Hacking the Hydor Inline Heater

a Heater Nerd(tm) Special Report - 22 April 2018

Here at Heater Nerd Labs, we love the Hydor Inline models (ETH-200 and ETH-300). They have an electronic thermostat that keeps the tank rock-solid, temperature only fluctuating +/- 0.1 degree F. They're external, sitting on the return of the canister filter, so they don't take up space in the tank.

I've only experienced two problems with them. The first is that if there is a lot of forced air in the room, it will affect the thermostat adversely. For instance, one time I had a small water spill in the fishroom and ran a fan across the floor. The heater was in the path of the air, and it caused the tank to warm up by a degree or so.

The second problem is that even so many years having a nice steady job, I cannot shake my school days: I am freaking cheap with aquarium hardware. I buy stuff used at Aquarium Society Auctions. And if there's any place you can find the best and the worst in used gear, it's an auction. I think I've bought four Hydor inline heaters at auctions, and two of them had trouble of one kind or another. In addition, a friend once gifted me four of these, and every one of them was broken in a different way: one refused to engage the heating element, one was stuck on, one even had a big crack in the glass. My suspicion on all of these was that they were all used improperly at some point.

Anyhow... another ETH-300 came up at a recent auction as part of a box of stuff and I couldn't resist. And in testing (see above shot of the fancy testing lab!), this one fell into the not working camp. Its thermostat could not raise the water temperature past about 70 degrees. Bummer. But opportunity! Since it had problems, I had no issues with taking it apart!

There are four screws holding the two halves of the plastic outer case together. Once removed, the case pops in two, and inside is a glass tube (with the heating material itself wrapped around it) encased in foam, the two plastic ends with a rubber gasket sealing each to the glass tube, some electronics with some red wires running to the heating elements, and some small gold-ish wires running to a thermocouple in one of the ends.

It is worth noting that the thermocouple is sitting on the outflow end, normally sitting at the top of the heater. I thought the thermocouple was glued in, but it's just sitting in a hole filled with silicone grease, it pops in and out easily. The probe is never in direct thermal contact with the water or the glass, always separated by a little bit of plastic. This explains why the tank temperature can be influenced by the presence of a fan in the room. And being at the top of the tube, I can follow that if the heater were left plugged in while the filter is turned off, one would expect the heat to rise up the water column, causing a quick thermal shut-off. However, if the water were to be drained out of the return line, I could imagine potential catastrophe.

Turning our attention to the heating tube now. The insulating foam can be partially slid back to reveal the actual business end of the heater, a thin flexible circuit board wrapped around and adhering to the outside of the glass tube. There are some gold traces running up and down the board, with a black resistive layer underneath. Here's kind of what it looks like unwrapped:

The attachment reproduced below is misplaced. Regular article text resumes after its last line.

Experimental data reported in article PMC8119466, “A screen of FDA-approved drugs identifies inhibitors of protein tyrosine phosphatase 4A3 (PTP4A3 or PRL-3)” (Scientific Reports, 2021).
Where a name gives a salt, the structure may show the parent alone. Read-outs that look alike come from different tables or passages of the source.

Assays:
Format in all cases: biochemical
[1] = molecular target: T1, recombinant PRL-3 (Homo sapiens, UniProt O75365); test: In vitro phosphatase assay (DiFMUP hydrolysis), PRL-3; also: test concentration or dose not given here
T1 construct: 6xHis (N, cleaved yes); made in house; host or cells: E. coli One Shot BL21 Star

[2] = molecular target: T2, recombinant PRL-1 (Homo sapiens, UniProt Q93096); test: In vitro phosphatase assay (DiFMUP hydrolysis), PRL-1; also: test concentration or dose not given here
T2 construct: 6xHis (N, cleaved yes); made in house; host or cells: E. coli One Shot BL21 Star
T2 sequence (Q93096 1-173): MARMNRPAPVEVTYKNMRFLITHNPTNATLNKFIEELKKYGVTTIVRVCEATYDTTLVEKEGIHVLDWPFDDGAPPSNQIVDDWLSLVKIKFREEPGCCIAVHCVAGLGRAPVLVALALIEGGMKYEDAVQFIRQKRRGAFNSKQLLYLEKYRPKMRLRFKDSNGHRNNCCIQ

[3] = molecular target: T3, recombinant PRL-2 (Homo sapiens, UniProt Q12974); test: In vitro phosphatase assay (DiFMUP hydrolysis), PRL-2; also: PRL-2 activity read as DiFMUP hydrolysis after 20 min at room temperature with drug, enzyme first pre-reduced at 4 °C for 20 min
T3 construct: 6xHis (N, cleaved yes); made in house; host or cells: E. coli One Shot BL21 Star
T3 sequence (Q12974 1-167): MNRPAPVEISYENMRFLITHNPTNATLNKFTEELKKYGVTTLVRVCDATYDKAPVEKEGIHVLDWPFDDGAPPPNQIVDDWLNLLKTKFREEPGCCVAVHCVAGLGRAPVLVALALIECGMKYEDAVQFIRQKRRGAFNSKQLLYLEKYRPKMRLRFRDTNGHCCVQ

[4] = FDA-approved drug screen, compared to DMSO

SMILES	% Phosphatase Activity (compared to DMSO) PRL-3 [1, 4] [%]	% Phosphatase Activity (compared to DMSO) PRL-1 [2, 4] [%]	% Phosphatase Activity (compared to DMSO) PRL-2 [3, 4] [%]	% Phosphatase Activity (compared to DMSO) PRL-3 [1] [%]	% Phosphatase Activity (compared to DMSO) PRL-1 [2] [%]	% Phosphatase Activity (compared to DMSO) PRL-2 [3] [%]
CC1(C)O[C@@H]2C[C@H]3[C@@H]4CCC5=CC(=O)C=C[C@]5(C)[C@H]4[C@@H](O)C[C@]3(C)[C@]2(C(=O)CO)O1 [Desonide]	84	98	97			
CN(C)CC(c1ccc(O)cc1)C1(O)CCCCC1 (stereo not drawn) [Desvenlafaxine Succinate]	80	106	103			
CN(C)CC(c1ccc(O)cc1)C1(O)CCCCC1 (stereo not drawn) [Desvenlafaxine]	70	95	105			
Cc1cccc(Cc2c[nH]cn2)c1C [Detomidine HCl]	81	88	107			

You can see that each of the little black elements is a resistive heating element, bound on each side by the 120 volt AC line power. Cool! However, I was rather shocked to find this:

One of the heater elements is clearly damaged. The foam contacting it was partially melted as well. I'm guessing a former owner left it on without water in the tube, and exposed to air, it overheated. I also suspect that the two conductive traces were damaged on each side, and that even if I got the thermostat problem solved, I did not actually have a 300 watt heater. Nine of the 44 elements were probably no longer functioning, their traces burned off. That would make it a 238-watt heater!

Actually, that's kind of cool. One of my biggest beefs with the Hydor is they don't make a low-wattage version, only 200 and 300 watt. But there are people who want to run canister systems on their immaculate aquascaped ADA 60-P (17-gallon) aquarium. We should be looking at 100 watts or less for an aquarium of this size. So I decided to deliberately cut some more traces and reduce the wattage further.

The diagram above nominally knocks out 24 of the 44 elements, taking the wattage down to a much more manageable 136 watts. Because of the further damage to the unit I'm playing with, these mods are giving me a heater of 122 watts. Here is where I cut the traces, with a razor blade:

Here's a graph of the temperature in the 32-gallon trash can that doubles as a test chamber. On the left side, the original unmodified heater on cold tapwater added to the trash can. On the right side, the modified heater is turned on and is clearly heating the water at a slower rate, as would be expected with a 120-watt heater. I declare the mod a success!

There might be issues with the glass being unevenly heated that would warrant a longer-term study of the thing. Unfortunately, I'm not going to use this heater in a real tank, because the thermostat (even with reseating) cuts out at 72 degrees. But after playing with something I was going to toss in the trash, I feel comfortable enough trying the hack on a good heater, should I ever set up an ADA 60-P with a canister filter!

Hose Adapting

Might as well mention this here... Even though the 200 watt model is available with smaller barb fittings, all the units I've managed to buy have had the larger 5/8" (16mm) barbs. Those work great with Filstar or Fluval canisters, but not so much with Eheims, which take 1/2" (12mm). Found some reducing barbs on EBay (shipping more than the product), and they work just great: